Jay Milton

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Jay Milton
Posted almost 3 years ago
Is There a Future for Money?
But most currency has nice pictures of a country's leaders and important government buildings which tie it to a place and time. It isn't strictly necessary these days, but citizens seem to make a great deal out of it when it is threatened with extinction. Consider the US penny or nickel, for instance. They apparently cost more to produce than their face values, but there is great hue and cry when their elimination is proposed.
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Jay Milton
Posted almost 3 years ago
Should we limit our use of cellphones, internet and TV to get back our mental peace?
Anil, your essay speaks to a lack of intention amongst the youth you were basing your observations on. They appear to be of a generation that has not known "un-connectivity" as perhaps you and I did as youngsters. They do not have that frame of reference to base their decisions upon. Whether it is addiction or not remains to be seen, but I do know that in addiction recovery, many programs encourage patients to "think through the drink/drug, etc" to see the consequences on the other side of what they might initially believe to be a fairly innocuous action at first. If people would stop and ask themselves what they are doing and why and what the outcome of their actions might be, they may reconsider the idea of being constantly at the beck and call of their electronic devices.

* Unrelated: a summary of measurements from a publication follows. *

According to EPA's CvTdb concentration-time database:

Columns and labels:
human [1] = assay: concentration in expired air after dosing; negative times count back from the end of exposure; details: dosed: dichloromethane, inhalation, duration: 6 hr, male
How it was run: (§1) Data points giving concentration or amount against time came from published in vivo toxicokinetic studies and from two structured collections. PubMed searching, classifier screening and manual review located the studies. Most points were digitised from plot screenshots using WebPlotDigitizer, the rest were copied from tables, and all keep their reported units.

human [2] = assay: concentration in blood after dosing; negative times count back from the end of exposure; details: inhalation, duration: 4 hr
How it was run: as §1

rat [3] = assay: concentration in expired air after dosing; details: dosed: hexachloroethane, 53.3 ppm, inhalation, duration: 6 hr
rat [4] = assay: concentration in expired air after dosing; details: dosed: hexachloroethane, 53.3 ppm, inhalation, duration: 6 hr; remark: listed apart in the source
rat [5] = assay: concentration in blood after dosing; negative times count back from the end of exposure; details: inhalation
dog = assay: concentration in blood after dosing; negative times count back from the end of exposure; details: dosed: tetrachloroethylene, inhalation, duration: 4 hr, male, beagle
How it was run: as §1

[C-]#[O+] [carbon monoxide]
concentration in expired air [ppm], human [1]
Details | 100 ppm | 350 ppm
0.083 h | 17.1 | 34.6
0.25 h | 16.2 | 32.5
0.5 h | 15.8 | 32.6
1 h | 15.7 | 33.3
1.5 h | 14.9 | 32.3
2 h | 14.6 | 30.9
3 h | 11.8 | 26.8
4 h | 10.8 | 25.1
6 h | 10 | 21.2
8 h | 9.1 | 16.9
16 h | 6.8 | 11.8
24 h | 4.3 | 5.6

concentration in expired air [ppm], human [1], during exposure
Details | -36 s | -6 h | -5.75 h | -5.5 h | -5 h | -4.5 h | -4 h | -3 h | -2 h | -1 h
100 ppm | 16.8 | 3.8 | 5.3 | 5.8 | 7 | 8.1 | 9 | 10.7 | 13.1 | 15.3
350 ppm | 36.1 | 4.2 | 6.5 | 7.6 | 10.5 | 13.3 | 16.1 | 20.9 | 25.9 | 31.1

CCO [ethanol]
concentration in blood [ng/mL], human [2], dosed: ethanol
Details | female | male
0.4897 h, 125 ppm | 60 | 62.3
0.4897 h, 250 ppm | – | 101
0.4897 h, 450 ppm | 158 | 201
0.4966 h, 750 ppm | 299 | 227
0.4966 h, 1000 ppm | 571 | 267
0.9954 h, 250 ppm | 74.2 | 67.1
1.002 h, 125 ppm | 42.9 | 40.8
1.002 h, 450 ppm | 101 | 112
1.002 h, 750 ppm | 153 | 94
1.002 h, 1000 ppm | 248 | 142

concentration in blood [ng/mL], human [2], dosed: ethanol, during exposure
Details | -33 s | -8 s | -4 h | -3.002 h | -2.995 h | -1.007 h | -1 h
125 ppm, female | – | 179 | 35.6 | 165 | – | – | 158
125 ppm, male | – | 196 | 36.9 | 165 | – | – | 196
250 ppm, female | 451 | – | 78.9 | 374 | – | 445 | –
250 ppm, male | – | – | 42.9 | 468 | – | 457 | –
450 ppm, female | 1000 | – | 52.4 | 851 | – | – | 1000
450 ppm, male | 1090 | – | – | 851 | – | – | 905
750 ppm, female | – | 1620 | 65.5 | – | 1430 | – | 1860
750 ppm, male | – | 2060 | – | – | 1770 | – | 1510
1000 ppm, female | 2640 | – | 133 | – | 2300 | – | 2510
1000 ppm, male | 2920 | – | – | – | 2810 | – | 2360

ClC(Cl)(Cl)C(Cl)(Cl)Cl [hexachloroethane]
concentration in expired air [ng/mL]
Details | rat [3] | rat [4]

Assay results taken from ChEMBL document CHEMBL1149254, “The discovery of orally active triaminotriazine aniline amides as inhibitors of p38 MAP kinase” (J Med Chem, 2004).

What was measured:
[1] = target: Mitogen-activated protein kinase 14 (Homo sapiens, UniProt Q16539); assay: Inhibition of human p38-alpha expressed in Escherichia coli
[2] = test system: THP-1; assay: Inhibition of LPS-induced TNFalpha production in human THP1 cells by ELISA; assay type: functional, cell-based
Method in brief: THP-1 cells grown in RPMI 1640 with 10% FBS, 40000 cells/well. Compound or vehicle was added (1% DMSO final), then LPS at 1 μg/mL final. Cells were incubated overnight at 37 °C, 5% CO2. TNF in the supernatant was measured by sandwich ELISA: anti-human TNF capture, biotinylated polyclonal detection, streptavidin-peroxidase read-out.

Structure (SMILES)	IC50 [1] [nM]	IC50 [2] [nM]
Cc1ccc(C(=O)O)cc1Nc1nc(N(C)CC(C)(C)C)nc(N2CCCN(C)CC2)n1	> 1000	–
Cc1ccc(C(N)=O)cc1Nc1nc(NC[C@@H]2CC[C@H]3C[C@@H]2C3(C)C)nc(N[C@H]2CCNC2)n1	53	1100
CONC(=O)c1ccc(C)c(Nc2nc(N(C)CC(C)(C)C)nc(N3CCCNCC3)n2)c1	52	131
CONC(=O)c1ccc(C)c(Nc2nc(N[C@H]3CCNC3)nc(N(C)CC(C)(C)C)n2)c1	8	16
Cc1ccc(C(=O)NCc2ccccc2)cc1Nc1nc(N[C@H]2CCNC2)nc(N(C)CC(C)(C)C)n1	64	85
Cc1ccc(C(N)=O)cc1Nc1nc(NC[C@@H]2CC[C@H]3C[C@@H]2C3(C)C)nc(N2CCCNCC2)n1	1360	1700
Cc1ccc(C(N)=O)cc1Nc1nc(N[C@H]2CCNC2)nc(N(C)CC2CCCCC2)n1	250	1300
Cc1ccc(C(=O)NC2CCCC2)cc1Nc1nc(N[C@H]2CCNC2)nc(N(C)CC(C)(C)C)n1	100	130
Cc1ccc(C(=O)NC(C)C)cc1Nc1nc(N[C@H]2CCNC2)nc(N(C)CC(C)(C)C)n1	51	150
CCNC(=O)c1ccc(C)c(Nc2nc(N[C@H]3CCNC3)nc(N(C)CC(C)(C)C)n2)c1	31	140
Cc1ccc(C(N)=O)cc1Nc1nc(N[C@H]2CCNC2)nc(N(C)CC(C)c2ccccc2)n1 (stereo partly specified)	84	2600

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Jay Milton
Posted almost 3 years ago
What are the arguments for and against philosophy in high school?
I'm thinking that Henry is wondering if there is any utility or pragmatic application of philosophy. This appears especially germaine these days in light of discussions about the value of a college education (ie, traditional four year, humanities/ liberal arts education without any direct job skills attached). And even in the so-called "core curriculum" that are expected of all graduates from four year institutions. Those need to be paid for and do add on to the overall tuitions. One could ask if there is any intrinsic value to those courses when they may not be directly applicable to one's ultimate career interests (I think they are valuable, by the way, but I can see the other side of the argument).